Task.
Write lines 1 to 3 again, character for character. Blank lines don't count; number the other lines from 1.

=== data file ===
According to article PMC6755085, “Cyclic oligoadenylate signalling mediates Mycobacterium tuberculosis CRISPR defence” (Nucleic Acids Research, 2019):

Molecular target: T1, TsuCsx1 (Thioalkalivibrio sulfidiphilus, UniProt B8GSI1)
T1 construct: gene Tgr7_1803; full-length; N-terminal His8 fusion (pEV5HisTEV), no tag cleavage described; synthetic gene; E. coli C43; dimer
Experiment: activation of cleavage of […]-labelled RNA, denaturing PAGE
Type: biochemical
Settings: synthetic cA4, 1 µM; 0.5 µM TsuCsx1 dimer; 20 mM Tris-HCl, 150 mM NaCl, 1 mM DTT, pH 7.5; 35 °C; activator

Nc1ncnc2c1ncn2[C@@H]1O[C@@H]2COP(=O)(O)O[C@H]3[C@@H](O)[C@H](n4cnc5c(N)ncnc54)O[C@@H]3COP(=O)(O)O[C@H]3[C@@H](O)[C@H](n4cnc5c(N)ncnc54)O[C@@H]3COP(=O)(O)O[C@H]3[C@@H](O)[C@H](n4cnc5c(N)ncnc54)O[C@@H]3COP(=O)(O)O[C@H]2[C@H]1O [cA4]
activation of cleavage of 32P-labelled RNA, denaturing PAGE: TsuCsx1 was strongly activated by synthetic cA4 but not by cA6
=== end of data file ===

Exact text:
According to article PMC6755085, “Cyclic oligoadenylate signalling mediates Mycobacterium tuberculosis CRISPR defence” (Nucleic Acids Research, 2019):

Molecular target: T1, TsuCsx1 (Thioalkalivibrio sulfidiphilus, UniProt B8GSI1)
T1 construct: gene Tgr7_1803; full-length; N-terminal His8 fusion (pEV5HisTEV), no tag cleavage described; synthetic gene; E. coli C43; dimer